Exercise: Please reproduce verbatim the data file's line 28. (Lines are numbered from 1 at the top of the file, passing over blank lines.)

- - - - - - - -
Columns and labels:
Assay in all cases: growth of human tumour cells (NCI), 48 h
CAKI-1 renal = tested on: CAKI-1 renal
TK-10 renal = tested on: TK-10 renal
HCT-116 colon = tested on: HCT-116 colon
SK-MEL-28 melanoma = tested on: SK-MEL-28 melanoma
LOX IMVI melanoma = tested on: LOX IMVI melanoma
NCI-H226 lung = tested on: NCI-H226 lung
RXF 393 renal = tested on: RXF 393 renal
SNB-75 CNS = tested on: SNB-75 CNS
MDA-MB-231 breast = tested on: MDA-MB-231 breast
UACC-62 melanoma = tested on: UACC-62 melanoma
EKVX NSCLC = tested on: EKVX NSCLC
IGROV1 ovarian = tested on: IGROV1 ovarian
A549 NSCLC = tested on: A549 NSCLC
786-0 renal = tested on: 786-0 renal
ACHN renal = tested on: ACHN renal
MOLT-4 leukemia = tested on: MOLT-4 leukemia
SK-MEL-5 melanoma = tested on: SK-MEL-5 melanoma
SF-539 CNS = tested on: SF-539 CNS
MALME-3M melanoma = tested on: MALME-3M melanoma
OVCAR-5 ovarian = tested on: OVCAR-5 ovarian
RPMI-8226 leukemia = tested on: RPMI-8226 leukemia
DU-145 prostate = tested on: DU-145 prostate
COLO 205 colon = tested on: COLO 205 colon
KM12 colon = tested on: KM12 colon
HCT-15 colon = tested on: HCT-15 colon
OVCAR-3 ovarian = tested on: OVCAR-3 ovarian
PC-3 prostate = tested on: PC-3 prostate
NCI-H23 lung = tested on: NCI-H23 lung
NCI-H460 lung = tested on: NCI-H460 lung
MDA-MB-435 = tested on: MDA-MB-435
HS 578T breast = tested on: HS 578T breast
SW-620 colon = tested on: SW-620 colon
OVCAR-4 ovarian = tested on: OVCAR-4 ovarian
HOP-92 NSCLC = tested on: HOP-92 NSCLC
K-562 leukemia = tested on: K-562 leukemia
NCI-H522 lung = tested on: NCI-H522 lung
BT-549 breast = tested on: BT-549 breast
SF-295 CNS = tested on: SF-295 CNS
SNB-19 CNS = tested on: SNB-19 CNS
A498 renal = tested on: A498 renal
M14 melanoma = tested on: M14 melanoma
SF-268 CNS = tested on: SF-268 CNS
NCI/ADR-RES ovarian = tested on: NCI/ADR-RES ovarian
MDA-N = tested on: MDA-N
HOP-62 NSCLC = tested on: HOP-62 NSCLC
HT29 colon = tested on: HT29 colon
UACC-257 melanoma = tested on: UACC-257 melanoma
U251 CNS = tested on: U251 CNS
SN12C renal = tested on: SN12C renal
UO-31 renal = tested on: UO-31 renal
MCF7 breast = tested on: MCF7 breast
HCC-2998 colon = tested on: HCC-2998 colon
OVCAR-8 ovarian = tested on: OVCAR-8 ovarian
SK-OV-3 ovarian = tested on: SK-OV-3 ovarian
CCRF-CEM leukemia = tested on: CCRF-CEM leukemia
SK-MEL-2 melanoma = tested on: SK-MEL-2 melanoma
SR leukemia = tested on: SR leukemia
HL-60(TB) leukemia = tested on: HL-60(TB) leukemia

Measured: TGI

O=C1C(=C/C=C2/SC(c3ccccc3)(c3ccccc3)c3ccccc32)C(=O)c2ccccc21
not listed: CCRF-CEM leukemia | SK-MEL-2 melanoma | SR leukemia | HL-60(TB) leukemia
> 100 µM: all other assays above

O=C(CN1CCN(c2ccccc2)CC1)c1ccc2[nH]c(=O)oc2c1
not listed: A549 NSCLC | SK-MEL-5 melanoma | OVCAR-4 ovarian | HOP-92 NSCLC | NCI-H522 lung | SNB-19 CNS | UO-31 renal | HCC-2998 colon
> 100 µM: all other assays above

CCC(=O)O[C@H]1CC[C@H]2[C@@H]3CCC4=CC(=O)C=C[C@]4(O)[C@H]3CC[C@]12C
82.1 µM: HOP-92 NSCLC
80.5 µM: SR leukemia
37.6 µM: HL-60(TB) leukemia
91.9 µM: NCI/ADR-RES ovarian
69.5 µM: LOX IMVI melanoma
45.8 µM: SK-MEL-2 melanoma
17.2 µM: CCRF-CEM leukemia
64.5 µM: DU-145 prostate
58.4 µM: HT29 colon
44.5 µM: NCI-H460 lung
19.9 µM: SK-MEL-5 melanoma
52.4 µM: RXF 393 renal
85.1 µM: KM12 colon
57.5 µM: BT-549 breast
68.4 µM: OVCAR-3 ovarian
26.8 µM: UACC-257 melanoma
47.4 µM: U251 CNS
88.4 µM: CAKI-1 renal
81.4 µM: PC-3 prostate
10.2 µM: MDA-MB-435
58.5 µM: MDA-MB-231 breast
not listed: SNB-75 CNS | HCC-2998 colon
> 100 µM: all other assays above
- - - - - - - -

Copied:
OVCAR-3 ovarian = tested on: OVCAR-3 ovarian